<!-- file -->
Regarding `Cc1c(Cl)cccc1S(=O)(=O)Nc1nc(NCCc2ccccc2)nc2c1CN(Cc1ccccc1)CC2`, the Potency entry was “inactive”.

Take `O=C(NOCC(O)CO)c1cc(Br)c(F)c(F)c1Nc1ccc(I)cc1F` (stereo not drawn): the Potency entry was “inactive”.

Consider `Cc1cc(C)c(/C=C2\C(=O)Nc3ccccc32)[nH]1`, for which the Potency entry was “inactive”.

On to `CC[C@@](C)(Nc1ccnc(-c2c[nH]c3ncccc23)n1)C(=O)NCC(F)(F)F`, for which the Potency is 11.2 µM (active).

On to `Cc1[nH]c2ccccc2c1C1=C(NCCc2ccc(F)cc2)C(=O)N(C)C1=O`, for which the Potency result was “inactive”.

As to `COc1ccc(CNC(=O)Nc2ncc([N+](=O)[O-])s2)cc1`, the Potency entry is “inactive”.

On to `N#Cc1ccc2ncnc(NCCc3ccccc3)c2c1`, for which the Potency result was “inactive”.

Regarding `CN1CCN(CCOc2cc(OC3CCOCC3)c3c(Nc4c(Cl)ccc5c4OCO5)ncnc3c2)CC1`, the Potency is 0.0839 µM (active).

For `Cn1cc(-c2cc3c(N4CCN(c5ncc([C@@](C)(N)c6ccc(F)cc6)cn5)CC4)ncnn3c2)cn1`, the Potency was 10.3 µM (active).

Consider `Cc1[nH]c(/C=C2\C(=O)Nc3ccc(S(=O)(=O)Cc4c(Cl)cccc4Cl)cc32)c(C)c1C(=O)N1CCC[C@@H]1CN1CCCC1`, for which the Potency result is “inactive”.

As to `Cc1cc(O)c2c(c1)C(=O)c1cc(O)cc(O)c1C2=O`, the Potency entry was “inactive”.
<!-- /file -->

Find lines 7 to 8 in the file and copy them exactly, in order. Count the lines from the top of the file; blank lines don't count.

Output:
On to `N#Cc1ccc2ncnc(NCCc3ccccc3)c2c1`, for which the Potency result was “inactive”.

Regarding `CN1CCN(CCOc2cc(OC3CCOCC3)c3c(Nc4c(Cl)ccc5c4OCO5)ncnc3c2)CC1`, the Potency is 0.0839 µM (active).